Massive crackdown after Mathira slaughter

April 21, 2009 12:00 am

, NAIROBI, Kenya, Apr 21 – Police have nabbed 63 suspects following the Monday night slaughter in Mathira, where fighting between residents and Mungiki adherents claimed more than 29 lives.

The killings, which turned the area into a terrifying orgy of blood and crude weapons, have been strongly condemned by the government and petrified residents.

On Tuesday evening, President Mwai Kibaki ordered the Minister for Internal Security to get to the root cause of the killings in the Mathira Division of Central Province.

“Security forces should provide detailed accounts of what transpired with a view to ensuring such heinous crimes never recur,” said a terse statement sent to newsrooms via email.

The Head of State said the killings ‘were a matter of great concern’ and further ‘condemned the loss of lives’, directing that the culprits be brought to book as soon as possible.

Earlier, the Internal Security Minister Professor George Saitoti told journalists that the hunt for the killers is on.

“We will be going to that area tomorrow (Wednesday) to even talk to wananchi and find out what is happening,” he said.

An assertive Mr Saitoti said that those behind violent attacks in the Chehe Sub-location would face the full force of the law.

“Let us concentrate on the fact that… innocent Kenyans have lost their lives and the key thing right now is to hunt down who are the murderers. And once we nail them we make sure they are subjected to the appropriate laws,” he said.

The Minister told a media briefing at his Harambee House office that officers from the CID and other organs of security had been deployed to the area to try and piece up all the events that led to the 2am incident.

“The law is there. We are not in anyway taking what is called extra judicial measures. We do not condone it on the part of the police neither should we condone it on any person, whether it is Mungiki or not Mungiki,” he said, allaying fears that police would retaliate with its own wave of violence.

“Citizens of this country have a right to lead their lives and the government has to protect them.”

According to the Karatina Medical Superintendent Doctor David Ndegwa most of the victims who were taken to the mortuary had their arms chopped off, a sure sign that they were defending themselves.

“They have got cuts in the scalp, the face, neck and some of them have lost their limbs. Two of the bodies have been burnt beyond recognition, and the cuts seem to have been inflicted by a very sharp object.”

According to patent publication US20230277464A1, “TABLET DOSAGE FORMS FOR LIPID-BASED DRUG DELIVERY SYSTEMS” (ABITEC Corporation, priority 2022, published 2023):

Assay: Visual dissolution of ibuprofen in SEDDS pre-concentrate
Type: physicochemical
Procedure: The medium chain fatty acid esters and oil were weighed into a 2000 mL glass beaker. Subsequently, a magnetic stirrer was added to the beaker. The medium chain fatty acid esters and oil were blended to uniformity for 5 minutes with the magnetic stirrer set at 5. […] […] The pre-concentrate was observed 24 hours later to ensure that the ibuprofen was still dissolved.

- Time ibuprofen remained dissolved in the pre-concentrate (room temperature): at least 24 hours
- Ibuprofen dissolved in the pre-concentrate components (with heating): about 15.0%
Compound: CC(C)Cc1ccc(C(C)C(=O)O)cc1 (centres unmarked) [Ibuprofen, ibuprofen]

He said the Karatina mortuary was now full to capacity, which stands at 30 bodies. The doctor added that some patients were treated and discharged early Tuesday.

Meanwhile, five victims who were injured in the attacks were recuperating Tuesday at the Karatina District Hospital.

During an interview with Capital News, one of the victims recounted the sequence of events that led to him being attacked.

“I just heard them say, take that one! So I was grabbed and placed between two people carrying a panga (machete) each. Nobody asked me anything. They drove to this place, which they called a slaughterhouse. The one driving the motorbike said ‘we caught one’ and then suddenly I was surrounded.”

Another victim says he was caught off guard: “I saw several people converge with motorbikes, about 40 in number. I encountered a group on the way home, they pinned me down and stabbed me,” he says, pointing to his side.

“I was stabbed several times.”

Police Spokesman Erick Kiraithe said on Tuesday morning that the slaughter began when the people of Chehe sub-location, tried to flush out the militiamen.

“Initial investigations indicate the violence erupted when members of the public ganged up to resist a Mungiki move to expel all residents of Kirinyaga from Karatina,” he explained.

There have been rising cases, especially in Kirinyaga, of locals taking up arms and killing Mungiki suspects on the claims of extortion.

On Saturday, more than 300 villagers torched five houses in Kangaita Village at dawn, that were believed to be hideouts for the sect members.

At least 15 suspected Mungiki members were killed in the past two weeks.

But Mr Kiraithe urged residents not to take the law into their own hands and instead report any suspicious characters to the police.

“I would like to appeal to the public to report members of the sect committing crimes to the police instead of using criminal violence to resist them.”

Tension remained high in the area on Tuesday evening.

COMPILED BY: Bernard Momanyi, Laban Wanambisi, Simon Ndong’a, Michael Karanja and Laura Walubengo.


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